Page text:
From my point of view as the head setter, the setting went relatively well. We had 9 routes to set and with limitations around working space and wall access, setting felt slow. At such a major competition with such experienced setters I found myself at a crossroads when it came to testing and tweaking. It’s probably within my capability to climb every route at the event and then to provide suggestions if the route should be changed or altered to fit the purpose for which it was designated. But then if my hands are on everything do you miss out on the variety that the other setters bring to the table? I definitely have a certain style as well as a particular taste when it comes to the aesthetics of what I find pleasing. Do I impose this on my team if I am the head setter? Is that part of my role and duty? Or should I keep to the organisation and management of the setting team itself, and let the setters set, test and tweak, adding their own flair and design.
The head setter has the final say when it comes to revealing the finals during isolation, you are faced with a choice to either leave or alter the finals based on the performance of the athletes during the qualifying climbs. This time, for the most part, the finals remained the same, with no adjustment……. except for the Open A male final. Which under my instruction was altered to make the roof section easier. Ironically, it was the transition into the roof that seemed to be the stopping move for competitors and we had half the final field fall in the space of 2 holds when trying to establish into the roof.
Luckily for us, there was a very good split between the top 7 athletes from the 2nd qualifier, which meant that climbers were split based on countback and not on time. I messaged my partner, complaining about how I’d done a lousy job of the male finals to which she replied – “you can’t predict how people will climb on the day”……. I quipped back….. “isn’t that what we ARE trying to do?” I mean, you set all the climbs before the climbers even get to the =facility. Sometimes, if you’re unlucky, before the climbers even register. This was, I’m sure, a topic of discussion when the setting team set for the 2016 world championships in Paris, on a wall that was subsequently disassembled, moved and then resurrected, climbs and all on site, 3 months later.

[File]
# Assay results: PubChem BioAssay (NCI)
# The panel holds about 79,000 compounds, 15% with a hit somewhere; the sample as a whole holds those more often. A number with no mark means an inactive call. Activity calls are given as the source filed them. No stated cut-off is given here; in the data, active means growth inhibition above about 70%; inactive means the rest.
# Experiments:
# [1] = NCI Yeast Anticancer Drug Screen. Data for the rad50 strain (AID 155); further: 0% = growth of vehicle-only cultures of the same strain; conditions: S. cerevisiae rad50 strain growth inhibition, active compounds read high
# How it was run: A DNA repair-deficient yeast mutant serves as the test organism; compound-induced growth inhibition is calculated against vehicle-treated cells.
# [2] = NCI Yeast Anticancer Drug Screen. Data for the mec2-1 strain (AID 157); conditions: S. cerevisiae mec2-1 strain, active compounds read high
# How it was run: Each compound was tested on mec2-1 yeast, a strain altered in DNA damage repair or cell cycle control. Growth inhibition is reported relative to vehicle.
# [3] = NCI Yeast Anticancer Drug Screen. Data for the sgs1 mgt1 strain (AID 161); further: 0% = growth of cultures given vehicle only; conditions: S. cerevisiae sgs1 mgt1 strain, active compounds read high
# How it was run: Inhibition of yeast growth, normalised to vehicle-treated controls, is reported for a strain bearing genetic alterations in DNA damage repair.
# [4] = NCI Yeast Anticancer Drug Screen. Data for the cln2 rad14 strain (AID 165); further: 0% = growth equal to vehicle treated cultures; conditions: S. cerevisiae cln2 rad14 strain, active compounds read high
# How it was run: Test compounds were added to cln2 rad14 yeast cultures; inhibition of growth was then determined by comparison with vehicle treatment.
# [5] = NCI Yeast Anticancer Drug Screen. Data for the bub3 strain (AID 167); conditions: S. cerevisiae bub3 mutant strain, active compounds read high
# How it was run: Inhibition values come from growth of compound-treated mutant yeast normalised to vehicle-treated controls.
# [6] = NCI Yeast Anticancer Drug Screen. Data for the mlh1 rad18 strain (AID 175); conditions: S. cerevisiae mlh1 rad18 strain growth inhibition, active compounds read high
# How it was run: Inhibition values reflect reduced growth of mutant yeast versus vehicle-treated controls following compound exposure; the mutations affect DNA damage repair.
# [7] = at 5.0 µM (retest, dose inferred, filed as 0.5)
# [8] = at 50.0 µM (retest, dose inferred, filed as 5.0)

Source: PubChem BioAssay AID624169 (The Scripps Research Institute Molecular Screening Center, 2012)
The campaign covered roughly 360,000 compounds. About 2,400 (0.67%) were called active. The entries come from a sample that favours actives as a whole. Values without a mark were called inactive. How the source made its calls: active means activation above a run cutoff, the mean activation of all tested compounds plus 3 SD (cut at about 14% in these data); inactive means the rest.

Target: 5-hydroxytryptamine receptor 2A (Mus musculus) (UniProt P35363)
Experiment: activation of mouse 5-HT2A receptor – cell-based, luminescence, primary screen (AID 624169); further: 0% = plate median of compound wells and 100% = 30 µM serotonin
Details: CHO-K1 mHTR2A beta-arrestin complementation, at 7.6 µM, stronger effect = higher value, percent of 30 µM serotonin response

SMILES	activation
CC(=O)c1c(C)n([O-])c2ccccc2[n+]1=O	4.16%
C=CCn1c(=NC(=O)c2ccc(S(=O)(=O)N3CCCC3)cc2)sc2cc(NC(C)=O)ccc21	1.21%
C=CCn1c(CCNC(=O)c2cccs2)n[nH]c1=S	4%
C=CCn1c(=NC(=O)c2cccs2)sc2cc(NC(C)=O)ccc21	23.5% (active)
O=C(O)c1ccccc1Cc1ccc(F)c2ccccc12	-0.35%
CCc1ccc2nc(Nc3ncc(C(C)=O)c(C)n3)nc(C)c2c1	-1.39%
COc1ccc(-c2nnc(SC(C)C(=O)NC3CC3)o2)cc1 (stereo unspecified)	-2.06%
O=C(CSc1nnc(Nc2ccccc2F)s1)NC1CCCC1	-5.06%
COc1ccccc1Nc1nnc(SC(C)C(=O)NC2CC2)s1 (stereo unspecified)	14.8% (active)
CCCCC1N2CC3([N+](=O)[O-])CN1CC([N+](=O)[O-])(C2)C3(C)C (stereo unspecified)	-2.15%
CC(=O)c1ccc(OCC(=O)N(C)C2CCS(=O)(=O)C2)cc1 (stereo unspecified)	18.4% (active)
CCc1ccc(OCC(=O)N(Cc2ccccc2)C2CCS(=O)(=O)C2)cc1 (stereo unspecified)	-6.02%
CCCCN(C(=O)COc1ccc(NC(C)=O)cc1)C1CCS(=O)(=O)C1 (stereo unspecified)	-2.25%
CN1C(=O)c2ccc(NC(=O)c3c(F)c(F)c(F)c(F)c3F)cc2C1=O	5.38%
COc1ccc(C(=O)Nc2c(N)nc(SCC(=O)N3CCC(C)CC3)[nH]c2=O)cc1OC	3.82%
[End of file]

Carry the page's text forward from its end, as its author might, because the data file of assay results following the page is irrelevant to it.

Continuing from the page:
I wonder if these errors are just the nature of the game? I remember keenly the setting at world youth championships in China last year, with the stopper move in the middle of the juniors 2nd qualifier, as well as the cluster of tops in finals and semi-finals in the Youth B males which resulted in some rankings being based on time.
Still, for me, I aim high. I want that perfect comp with beautiful splits all the way through the field and only a single top on the final route from the final competitor, who knows he has to top from the sound of the crowd watching the penultimate athlete desperately slap the last hold. Good competition route setting is like writing an award-winning drama or thriller. It’s full of commitment, desperation and suspense. We control the crowd, by predicting the performance of the athletes, with our performance ultimately tied to the performance of others, or at the very least our ability to predict the performance of others.
So when people ask me if I’m happy, or if Nationals went well the answer is yes, I am happy, it did go well. It was hard work and we did a good job. But still, we can do so much better. I WANT to do so much better. Just like the climbers pursue the podium, I pursue a perfect climb, the perfect comp, the perfect split, the perfect story.
Let me start by saying that I am bias, very bias. I mean I am a ‘professional’ route setter, in that I get paid (most of the time) to put plastic climbing holds on indoor climbing walls for people to climb on.
For the most part it is a dream job, and I would like to think that I take my craft pretty seriously. I am always striving to get better, learn from feedback and focus on improving safety and processes. I find inspiration from social media, watching world cups and listening to interviews from top international setters. Adidas Rockstars, Hardmoves, Psychobloc, all of it pushing our sport further and further.
I have done my fair share of volunteering, for pretty major competitions too, state titles, nationals even. I am pretty passionate about climbing in Australia, so for the most part I understand that the money just isn’t there yet to pay the setting team, and so many of us miss out. However, sometimes, the lack of funding for our setters is endemic of a mentality that doesn’t value the craft of setting, and this infuriates me. When it comes to competitions and commercial setting, the main product that is being provided and marketed is the setting. Without it, being appropriate, interesting and safe, the quality of the event or gym suffers. If a gym was a person, the setting would be the food it ate. Regular re-sets, would be like eating regularly, and good quality setting would be like a healthy balanced diet. Without good setting and regular re-sets, the gym becomes unhealthy or just fades away and dies.
The other thing about supporting your setters, is that by doing so you support your whole climbing community. It is very rare to find setters that aren’t at or close to the epicentre of any climbing community. Keeping good setters psyched and motivated filters through the local climbing community and motivates everyone to frequent the gym, especially with high rotation of routes or boulders, clients are motivated to finish projects before they get stripped.
Finally, people notice quality. No matter the patron, climber, birthday goer or parent. People can see when a gym or climbing facility is well maintained. Holds are clean, gear is put away, movements are enjoyable, holds ergonomic and there is something for everyone. Good quality setting, especially in the easy to moderate grades also promotes good quality movement and a natural learning pathway for patrons.
So show your setters some love. Encourage them to be better, more creative and safer with what they do. And don’t forget that as is the nature of this world, you get what you pay for!